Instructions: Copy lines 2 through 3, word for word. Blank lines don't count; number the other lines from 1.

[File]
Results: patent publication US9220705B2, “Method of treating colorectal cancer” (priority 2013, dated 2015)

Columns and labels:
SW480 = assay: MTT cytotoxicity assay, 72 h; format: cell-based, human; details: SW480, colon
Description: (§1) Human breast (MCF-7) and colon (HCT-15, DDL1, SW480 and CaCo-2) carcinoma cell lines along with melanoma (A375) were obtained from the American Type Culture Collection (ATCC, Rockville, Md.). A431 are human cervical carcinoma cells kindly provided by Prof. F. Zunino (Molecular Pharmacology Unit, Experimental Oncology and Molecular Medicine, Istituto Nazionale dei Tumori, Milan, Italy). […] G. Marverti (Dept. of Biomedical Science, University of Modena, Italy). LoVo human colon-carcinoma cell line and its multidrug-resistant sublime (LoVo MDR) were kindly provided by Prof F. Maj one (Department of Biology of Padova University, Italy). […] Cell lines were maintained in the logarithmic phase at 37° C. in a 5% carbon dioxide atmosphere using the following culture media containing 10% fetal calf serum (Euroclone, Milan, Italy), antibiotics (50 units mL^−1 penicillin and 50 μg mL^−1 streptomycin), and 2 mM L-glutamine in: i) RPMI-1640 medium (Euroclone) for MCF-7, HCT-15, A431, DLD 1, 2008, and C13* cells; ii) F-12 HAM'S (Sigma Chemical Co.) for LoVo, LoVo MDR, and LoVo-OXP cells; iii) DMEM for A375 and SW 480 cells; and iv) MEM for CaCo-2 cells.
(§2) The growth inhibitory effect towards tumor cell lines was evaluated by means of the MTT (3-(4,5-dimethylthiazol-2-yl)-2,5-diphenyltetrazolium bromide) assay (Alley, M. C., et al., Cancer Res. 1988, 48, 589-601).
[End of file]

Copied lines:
Columns and labels:
SW480 = assay: MTT cytotoxicity assay, 72 h; format: cell-based, human; details: SW480, colon